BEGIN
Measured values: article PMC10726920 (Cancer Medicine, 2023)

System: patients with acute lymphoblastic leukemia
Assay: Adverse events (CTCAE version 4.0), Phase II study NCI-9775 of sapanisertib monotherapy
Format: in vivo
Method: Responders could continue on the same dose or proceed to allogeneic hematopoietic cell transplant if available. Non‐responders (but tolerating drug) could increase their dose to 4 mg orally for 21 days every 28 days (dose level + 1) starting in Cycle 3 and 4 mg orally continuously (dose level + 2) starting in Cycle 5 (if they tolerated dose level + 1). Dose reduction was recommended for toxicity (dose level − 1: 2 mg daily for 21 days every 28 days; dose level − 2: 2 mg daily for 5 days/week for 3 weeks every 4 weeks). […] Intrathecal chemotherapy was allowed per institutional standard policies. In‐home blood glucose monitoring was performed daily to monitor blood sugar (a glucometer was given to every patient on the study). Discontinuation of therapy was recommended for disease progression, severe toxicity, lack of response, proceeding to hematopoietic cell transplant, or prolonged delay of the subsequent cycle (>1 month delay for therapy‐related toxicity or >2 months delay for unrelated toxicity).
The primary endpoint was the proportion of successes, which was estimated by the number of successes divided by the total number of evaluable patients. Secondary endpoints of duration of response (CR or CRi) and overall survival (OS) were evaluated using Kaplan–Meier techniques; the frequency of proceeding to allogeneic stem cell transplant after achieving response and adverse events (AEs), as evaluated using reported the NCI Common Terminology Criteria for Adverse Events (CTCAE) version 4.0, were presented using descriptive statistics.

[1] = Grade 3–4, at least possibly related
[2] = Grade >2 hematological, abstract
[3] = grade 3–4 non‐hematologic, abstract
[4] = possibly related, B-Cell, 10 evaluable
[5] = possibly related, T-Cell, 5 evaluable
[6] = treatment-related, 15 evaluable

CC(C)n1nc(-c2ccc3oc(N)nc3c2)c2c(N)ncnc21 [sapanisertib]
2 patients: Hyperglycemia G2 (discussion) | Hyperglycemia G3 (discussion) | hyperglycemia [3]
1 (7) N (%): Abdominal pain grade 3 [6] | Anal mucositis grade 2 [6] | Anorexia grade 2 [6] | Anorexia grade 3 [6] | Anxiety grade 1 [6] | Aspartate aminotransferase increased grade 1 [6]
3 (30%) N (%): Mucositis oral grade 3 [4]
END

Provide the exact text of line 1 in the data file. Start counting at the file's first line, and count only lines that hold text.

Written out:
Measured values: article PMC10726920 (Cancer Medicine, 2023)